After about an hour we reached the Kosovo/Serbia border.  The guidebooks for the region warn that crossing the border can be problematic.  If you fly into Kosovo (like I did), and try to go to Serbia, the Serbian officials say that you entered Serbia illegally (since they don’t recognize Kosovo).  If you fly into Serbia and go to Kosovo, it’s not as much of a problem.  Taking the UN bus increased the odds that we would make it over the border without issue.


Kosovo Customs


Serbian Police Station (50 meters past customs)

They did check all the passports, and we probably had to wait ten minutes.  But we made it across the border!

At around 8:00 (four hours after we left Pristina), we stopped at a rest stop for some dinner in Serbia.  They had an ATM, so I withdrew 10,000 Serbian Dinars, which is worth about 100 Euros.  It took me a little while to get used to the 100:1 ratio.  But once I thought of it as “cents,” it all made sense.  50 dinars (cents) for a bottle of water?  Sounds good!  690 dinars (cents) for dinner?  Great price!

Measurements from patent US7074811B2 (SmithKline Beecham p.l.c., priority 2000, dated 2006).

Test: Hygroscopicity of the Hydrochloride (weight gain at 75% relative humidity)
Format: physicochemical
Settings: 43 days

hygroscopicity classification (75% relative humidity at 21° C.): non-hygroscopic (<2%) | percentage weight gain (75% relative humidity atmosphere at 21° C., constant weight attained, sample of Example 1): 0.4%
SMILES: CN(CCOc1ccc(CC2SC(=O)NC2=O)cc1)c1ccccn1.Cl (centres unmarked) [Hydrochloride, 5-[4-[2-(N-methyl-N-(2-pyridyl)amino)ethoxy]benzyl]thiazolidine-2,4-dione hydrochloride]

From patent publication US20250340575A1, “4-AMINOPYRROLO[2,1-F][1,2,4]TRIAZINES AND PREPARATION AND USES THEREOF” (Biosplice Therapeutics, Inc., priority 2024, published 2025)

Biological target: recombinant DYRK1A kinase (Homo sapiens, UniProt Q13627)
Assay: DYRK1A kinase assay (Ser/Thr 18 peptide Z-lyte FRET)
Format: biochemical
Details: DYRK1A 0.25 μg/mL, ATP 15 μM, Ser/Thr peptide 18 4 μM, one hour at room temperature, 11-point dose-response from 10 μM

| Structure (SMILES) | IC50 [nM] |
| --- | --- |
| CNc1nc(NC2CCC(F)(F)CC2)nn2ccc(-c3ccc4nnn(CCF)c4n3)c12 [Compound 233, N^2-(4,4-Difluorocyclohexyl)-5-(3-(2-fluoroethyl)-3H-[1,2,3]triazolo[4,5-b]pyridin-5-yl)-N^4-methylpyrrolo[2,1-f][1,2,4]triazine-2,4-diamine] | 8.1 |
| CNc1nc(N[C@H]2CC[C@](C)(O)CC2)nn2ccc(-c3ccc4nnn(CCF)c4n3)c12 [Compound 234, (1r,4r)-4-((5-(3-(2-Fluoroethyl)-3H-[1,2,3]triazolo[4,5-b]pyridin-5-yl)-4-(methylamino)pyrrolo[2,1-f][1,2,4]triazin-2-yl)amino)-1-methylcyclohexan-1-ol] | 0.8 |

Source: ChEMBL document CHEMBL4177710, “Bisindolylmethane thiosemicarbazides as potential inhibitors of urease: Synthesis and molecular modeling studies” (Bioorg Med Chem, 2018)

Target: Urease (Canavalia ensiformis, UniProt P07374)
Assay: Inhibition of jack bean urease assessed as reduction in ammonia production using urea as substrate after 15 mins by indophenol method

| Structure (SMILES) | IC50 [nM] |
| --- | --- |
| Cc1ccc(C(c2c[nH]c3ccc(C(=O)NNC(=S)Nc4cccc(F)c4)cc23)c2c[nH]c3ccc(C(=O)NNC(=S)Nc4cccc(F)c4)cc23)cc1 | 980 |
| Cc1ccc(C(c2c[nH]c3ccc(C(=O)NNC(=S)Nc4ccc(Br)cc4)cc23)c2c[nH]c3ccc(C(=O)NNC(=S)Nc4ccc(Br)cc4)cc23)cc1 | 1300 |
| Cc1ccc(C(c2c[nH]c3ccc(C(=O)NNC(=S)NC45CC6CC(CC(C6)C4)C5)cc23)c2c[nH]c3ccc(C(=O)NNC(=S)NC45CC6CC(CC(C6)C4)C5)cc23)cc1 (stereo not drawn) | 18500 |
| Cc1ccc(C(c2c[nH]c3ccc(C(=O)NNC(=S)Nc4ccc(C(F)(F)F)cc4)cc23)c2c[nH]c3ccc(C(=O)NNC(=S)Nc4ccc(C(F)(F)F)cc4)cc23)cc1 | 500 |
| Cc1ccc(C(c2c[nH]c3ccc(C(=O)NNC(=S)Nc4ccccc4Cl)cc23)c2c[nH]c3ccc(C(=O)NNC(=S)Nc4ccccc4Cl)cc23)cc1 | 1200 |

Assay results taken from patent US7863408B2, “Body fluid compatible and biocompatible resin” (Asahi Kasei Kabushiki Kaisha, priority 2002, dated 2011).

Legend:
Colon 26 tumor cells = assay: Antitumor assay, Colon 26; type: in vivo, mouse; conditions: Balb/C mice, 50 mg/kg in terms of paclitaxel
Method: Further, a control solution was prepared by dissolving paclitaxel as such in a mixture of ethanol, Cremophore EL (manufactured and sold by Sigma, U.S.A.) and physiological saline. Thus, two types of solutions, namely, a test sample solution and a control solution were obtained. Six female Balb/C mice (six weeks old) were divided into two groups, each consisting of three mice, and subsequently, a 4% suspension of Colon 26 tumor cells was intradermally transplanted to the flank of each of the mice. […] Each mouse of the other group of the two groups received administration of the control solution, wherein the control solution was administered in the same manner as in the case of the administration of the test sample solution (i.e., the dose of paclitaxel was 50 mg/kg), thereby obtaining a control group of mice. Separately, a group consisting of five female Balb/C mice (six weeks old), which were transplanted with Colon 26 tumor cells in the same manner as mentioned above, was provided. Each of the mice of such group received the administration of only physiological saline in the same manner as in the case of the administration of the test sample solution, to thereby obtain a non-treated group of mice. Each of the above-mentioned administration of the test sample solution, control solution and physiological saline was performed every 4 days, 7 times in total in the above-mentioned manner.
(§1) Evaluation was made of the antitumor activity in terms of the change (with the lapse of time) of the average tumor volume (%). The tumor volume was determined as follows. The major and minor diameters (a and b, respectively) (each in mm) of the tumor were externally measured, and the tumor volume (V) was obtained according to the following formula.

Sunset at the rest stop

We arrived in Belgrade a little before 10:00pm.  The bus parked in one of the two hotels that you could reserve for the weekend.  I stayed in the other hotel, since it was closer to downtown.  I split a cab with a few people who were also staying at that hotel, and was checked in by 10:05pm

The bus trip back was about the same, although the border crossing was a bit quicker.  Again, I split a cab with a new friend who lives in my neighborhood, and was home by 10:00pm.

I’ll post stories from the weekend in the next few days!

 

 

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University of Essex student trip

Last week my boss Chris hosted a group of 35 University of Essex students.  They are all in the international Human Rights program.  Most are pursuing LL.M. degrees, and there are a few Master’s students.